Lots has been done since last week (which, I guess wasn’t even an update.). The basic physics and controls of the game are done, along with level building. I may tweak the player’s movement a bit but as for now I’m pretty comfortable with it.
We are still looking for some neat mechanics to throw into the game, having a jetpack is fun enough as it is, but the game lacks a defining mechanic that sets it apart from the crowd.. I’m twiddling with the idea of implementing real physics into the game (like, with boxes and everything!). Just the idea of it makes me giddy, so it could very well be something we do.
My last experience with Box2D (a physics engine) didn’t go so well. It felt a little hard to implement, but that was about a year and a half ago. Today I played around with APE and found it surprisingly easy to implement. If I remember correctly, in Box2D you needed to structure your game around the engine, having your core class extend “World” or something. In APE it’s much more simple, and hopefully it won’t interfere with FlashPunk.
I’ve got a lot done in the game so far, so I tried to capture it all in one screenshot:
This was both a pain and quite a bit of fun to implement at the same time. I’m currently using Tiled to manage my levels, because I feel that since there is already a great, capable editor out there, why shouldn’t I use it?
Now, Tiled has 5 options for ways you can output raw tile data:
- Base64 (uncompressed)
- Base64 (gzip compressed)
- Base64 (zlib compressed)
Originally, I was using XML. The raw tile data altogether weighed in at a whopping 14,691 bytes, or 14.7kb! Now, with modern storage and how cheap it is, this really wouldn’t be too big of a problem, but remember, this level was fairly small (see previous picture). If you had 100 levels that were double the original size of this level, the raw tile data of the levels in your game would weigh in at 2,938,200 bytes (or 2.93MB)! That is quite a bit or data for only levels.
After coming to the realization that XML would take up a bit more space than needed, I attempted to switch over to Base64 compressed with zlib. However, I came across a few obstacles, the first of which was that the majority of the Base64 decoders I used either:
- Did not work, or
- Were clunky, or not exactly the easiest to implement.
Eventually, I found that Steve Webster’s Base64 class worked pretty well. Thank goodness! But alas, my triumph was short-lived. For some odd reason, Tiled exports the raw unsigned integers backwards.
So a uint with the value 1 that should look like:
This caused quite a big problem, because a tile with the value 1 would be essentially shifted over 31 bits to the left, and it would cause the number read by the game to be very big. After some twiddling around I found out how to reverse a ByteArray, and it all worked out pretty well.
The original tile data for XML was 14,691 bytes large. Now that I am compressing it and then using Base64, the new size is only 152 bytes! Give a big hand to the makers of the Tiled editor on that one!
Not too much interesting here. As you can see in the picture I posted of the in-game level earlier, I added some poorly-drawn backgrounds. You can’t see it now, but there is a faint parallax effect when you move, which gives the level a much more dynamic feel.
Although they add a really nice atmosphere to the level, I feel like having mountain backgrounds just doesn’t fit the type of gameplay that we are going to have in this game. Some levels can be incredibly large, or some relatively small. What I need is a background that can work for all sizes. For example, The Company of Myself just used a plain sky background with minute detail if I remember correctly.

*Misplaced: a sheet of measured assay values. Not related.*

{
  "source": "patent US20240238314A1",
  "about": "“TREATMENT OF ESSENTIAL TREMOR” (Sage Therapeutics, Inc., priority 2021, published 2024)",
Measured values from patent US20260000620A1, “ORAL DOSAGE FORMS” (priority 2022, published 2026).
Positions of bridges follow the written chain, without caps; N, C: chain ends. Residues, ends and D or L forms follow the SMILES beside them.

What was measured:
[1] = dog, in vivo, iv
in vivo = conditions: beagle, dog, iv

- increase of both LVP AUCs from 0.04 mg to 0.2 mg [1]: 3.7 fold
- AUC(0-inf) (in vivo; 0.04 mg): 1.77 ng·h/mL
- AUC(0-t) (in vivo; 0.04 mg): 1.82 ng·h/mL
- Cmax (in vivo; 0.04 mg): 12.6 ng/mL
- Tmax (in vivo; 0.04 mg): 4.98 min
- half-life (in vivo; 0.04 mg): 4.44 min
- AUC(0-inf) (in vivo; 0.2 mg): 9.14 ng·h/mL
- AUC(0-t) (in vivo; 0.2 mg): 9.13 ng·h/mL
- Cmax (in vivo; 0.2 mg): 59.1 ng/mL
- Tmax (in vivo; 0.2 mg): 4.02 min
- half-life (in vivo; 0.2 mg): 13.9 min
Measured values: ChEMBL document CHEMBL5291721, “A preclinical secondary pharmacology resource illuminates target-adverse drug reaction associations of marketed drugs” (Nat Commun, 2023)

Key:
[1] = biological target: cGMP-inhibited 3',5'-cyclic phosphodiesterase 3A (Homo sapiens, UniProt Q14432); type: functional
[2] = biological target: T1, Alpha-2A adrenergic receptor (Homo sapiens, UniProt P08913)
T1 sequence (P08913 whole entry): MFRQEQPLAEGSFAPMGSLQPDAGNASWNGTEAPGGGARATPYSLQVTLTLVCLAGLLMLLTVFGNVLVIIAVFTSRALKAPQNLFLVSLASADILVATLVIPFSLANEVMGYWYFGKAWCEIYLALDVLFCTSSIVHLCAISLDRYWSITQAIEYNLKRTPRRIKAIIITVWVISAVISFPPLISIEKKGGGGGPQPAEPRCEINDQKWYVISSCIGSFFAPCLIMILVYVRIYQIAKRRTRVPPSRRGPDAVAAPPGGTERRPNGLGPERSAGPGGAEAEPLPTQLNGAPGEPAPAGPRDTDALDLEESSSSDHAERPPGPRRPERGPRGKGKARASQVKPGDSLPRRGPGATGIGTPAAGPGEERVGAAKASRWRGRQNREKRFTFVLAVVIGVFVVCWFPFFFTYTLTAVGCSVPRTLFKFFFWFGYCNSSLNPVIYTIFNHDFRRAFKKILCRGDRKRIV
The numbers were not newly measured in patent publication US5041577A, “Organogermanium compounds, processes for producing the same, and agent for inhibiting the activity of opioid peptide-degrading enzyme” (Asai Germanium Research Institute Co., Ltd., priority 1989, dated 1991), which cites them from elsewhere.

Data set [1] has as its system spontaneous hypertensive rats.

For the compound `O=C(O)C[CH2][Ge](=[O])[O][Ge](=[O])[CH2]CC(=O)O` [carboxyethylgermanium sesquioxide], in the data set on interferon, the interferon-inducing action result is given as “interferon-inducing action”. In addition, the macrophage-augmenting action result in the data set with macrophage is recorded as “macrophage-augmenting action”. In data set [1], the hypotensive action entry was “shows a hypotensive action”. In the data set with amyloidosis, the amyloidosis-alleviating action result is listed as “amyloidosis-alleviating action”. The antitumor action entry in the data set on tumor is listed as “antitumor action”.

What will end up here is probably just a dirt background to give the impression of being underground, or a sky-blue background.
So, I knew from the start that smoke coming from the jetpack would be a really nice effect to add to the game. Althought it’s not really an essential ‘engine’ feature core to the gameplay, while working on games it’s always nice to allow yourself a small amount of time to polish a specific feature.
At my first try of implementation, I did not realize that FlashPunk had a Emitter class, that emits particles, so I tried to write my own smoke trail. Man, did it suck! Even without holding the space bar down to long, the game would drop to about 20FPS for some people.
Next, I tried to use a Particle Emitter from the FlashPunk forums that someone had made. Still, not much better.
After some tweedle-dee’ing and tweedle-dumb’ing, I finally found out that FlashPunk has that previously mentioned Emitter class, and boy does it work swell! I get a solid FPS with a nice little smoke trail. All is well!
Camera / Intro
Another interesting project I did was a little introduction for each level. Originally, the levels would only have one layer, the “regular” layer. This regular layer had the player spawn, blocks, and all that fun stuff.
Now, since the levels are so big and almost always surpass the size of the screen (800×600(I think?)), I wanted a way to introduce the player to the level, so they can see all the neat stuff and get a general feel of where they are going. I figured that having built-in tiles that the game reads and then tweens the camera to would look good, and it would avoid the pain of having to hard code every camera position in (like having properties in the map).
Now what if I want to place one of these ‘camera tiles’ on top of any other tile? Well, because we only have one layer, it would overwrite that tile. What I ended up doing was adding a second layer called “specials”, and reading that separately. The outcome is a nice smooth tweening from point to point.
That’s about it for this week, thanks for reading! Merry Christmas and Happy (belated!) Holidays!